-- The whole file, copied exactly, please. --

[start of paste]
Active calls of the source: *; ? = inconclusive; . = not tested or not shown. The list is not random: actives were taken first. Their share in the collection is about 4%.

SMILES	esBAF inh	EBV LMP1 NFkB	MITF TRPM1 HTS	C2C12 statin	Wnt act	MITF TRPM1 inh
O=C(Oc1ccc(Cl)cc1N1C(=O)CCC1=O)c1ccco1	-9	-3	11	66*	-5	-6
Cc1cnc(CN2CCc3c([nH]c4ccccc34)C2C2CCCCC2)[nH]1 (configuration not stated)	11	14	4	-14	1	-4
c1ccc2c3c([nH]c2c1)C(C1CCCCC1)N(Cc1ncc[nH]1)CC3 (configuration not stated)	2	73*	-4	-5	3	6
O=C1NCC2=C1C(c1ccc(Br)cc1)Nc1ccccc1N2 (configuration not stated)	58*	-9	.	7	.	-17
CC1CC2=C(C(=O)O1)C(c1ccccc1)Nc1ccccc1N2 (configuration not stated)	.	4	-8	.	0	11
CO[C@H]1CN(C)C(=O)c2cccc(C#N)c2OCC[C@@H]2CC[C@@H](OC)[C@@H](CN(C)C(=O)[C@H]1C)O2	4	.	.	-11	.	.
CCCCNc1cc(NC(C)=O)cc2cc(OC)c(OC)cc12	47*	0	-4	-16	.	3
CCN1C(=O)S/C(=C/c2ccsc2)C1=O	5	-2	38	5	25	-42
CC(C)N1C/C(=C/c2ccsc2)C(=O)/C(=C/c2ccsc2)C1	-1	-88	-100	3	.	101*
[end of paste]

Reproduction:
Active calls of the source: *; ? = inconclusive; . = not tested or not shown. The list is not random: actives were taken first. Their share in the collection is about 4%.

SMILES	esBAF inh	EBV LMP1 NFkB	MITF TRPM1 HTS	C2C12 statin	Wnt act	MITF TRPM1 inh
O=C(Oc1ccc(Cl)cc1N1C(=O)CCC1=O)c1ccco1	-9	-3	11	66*	-5	-6
Cc1cnc(CN2CCc3c([nH]c4ccccc34)C2C2CCCCC2)[nH]1 (configuration not stated)	11	14	4	-14	1	-4
c1ccc2c3c([nH]c2c1)C(C1CCCCC1)N(Cc1ncc[nH]1)CC3 (configuration not stated)	2	73*	-4	-5	3	6
O=C1NCC2=C1C(c1ccc(Br)cc1)Nc1ccccc1N2 (configuration not stated)	58*	-9	.	7	.	-17
CC1CC2=C(C(=O)O1)C(c1ccccc1)Nc1ccccc1N2 (configuration not stated)	.	4	-8	.	0	11
CO[C@H]1CN(C)C(=O)c2cccc(C#N)c2OCC[C@@H]2CC[C@@H](OC)[C@@H](CN(C)C(=O)[C@H]1C)O2	4	.	.	-11	.	.
CCCCNc1cc(NC(C)=O)cc2cc(OC)c(OC)cc12	47*	0	-4	-16	.	3
CCN1C(=O)S/C(=C/c2ccsc2)C1=O	5	-2	38	5	25	-42
CC(C)N1C/C(=C/c2ccsc2)C(=O)/C(=C/c2ccsc2)C1	-1	-88	-100	3	.	101*